Walking west on 46th Street in Manhattan, just three blocks from Rockefeller Center, one passes Brazilian restaurants, the office of New York's Brazilian newspaper, a Brazilian travel agency, a business that sends remittances and wires flowers to Brazil, and a store that sells Brazilian food products, magazines, newspapers, videos, and tapes. These businesses are the tip of an ethnic iceberg, an unseen minority estimated to number some 80,000 to 100,000 Brazilians in the New York metropolitan area alone. Despite their numbers, the lives of these people remain largely hidden to scholars and the public alike. Now Maxine L. Margolis remedies this neglect with a fascinating and accessible account of the lives of New York's Brazilians.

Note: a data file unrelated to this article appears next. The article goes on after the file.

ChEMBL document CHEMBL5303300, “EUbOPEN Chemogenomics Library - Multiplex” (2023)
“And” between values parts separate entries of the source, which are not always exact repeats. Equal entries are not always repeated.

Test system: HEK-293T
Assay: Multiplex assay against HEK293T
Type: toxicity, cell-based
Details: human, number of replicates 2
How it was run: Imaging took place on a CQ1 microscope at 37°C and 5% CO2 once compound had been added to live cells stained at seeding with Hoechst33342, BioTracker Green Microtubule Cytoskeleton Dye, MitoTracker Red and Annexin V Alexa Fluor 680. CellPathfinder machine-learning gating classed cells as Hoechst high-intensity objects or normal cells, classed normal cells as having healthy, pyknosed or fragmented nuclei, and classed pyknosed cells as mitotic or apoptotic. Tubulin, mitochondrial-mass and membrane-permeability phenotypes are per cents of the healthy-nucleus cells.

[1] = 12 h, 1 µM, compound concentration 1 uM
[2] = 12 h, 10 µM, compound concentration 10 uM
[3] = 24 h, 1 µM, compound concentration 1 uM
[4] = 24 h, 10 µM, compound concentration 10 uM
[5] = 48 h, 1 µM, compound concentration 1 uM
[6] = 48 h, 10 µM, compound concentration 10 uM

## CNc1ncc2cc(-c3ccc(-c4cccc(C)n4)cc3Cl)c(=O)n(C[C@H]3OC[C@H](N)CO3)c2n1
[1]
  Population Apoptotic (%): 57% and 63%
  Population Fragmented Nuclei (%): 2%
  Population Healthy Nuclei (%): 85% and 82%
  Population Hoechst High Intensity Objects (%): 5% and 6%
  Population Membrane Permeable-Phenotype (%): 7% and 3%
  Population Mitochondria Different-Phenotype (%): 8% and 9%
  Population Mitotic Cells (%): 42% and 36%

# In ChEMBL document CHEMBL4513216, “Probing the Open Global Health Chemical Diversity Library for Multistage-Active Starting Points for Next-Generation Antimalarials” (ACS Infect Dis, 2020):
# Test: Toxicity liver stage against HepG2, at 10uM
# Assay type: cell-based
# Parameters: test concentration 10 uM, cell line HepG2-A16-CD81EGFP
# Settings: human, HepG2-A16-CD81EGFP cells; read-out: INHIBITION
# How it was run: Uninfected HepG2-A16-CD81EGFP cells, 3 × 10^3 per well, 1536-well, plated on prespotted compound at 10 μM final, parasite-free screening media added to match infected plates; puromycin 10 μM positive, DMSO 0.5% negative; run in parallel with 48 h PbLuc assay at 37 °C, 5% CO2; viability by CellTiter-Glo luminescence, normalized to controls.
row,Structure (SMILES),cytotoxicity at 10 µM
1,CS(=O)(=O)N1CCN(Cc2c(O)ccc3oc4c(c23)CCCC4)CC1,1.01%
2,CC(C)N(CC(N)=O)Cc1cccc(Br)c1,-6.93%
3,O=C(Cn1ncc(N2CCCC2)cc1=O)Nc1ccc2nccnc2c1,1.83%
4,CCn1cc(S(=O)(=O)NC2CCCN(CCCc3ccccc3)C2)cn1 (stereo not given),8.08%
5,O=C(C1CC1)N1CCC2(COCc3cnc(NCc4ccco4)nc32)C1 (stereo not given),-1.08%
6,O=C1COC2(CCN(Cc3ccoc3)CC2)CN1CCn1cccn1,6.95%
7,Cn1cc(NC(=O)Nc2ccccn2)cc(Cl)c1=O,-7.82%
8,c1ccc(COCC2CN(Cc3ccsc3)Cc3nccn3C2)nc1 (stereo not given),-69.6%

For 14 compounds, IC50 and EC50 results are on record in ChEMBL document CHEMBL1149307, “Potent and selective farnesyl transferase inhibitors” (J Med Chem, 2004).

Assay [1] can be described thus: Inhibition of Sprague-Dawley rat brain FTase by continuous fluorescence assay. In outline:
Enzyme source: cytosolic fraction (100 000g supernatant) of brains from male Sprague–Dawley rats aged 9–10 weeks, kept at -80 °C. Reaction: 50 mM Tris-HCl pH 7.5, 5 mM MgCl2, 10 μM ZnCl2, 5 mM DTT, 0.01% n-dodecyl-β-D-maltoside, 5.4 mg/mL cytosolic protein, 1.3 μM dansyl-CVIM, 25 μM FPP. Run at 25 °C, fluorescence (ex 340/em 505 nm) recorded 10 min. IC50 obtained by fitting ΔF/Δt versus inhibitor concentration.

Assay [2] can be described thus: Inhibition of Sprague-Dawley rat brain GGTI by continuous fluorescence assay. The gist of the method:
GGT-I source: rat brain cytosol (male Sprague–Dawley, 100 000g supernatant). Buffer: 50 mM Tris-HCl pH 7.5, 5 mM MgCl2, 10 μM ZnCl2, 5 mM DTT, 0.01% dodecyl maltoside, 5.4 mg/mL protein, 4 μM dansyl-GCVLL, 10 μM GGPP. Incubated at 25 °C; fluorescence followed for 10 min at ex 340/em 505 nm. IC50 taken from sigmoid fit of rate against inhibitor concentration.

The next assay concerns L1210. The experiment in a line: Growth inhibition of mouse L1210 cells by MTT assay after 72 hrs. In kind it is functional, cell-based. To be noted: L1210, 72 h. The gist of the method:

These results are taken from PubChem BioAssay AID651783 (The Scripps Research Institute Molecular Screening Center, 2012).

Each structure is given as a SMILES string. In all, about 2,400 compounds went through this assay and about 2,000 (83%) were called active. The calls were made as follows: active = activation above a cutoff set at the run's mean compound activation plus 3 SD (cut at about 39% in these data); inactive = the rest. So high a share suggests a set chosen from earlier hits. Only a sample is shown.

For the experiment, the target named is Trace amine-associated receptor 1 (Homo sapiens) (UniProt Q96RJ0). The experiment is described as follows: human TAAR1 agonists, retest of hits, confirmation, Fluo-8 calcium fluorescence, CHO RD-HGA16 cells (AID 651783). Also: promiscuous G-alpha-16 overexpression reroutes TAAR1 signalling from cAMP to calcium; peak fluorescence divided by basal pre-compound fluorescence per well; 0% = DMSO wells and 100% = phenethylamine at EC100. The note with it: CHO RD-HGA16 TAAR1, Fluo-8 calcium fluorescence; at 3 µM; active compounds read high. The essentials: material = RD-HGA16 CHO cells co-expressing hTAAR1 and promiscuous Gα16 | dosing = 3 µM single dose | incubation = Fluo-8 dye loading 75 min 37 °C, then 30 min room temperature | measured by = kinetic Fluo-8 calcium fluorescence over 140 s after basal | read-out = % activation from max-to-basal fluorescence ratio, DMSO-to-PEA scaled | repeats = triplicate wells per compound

Showing that these immigrants belie American stereotypes, Margolis reveals that they are largely from the middle strata of Brazilian society: many, in fact, have university educations. Not driven by dire poverty or political repression, they are fleeing from chaotic economic conditions that prevent them from maintaining amiddle-class standard of living in Brazil. But despite their class origin and education, with little English and no work papers, many are forced to take menial jobs after their arrival in the United States. "Little Brazil" is not an insentient statistical portrait of this population writ large, but a nuanced account that captures what it is like to be a new immigrant in this most cosmopolitan of world cities.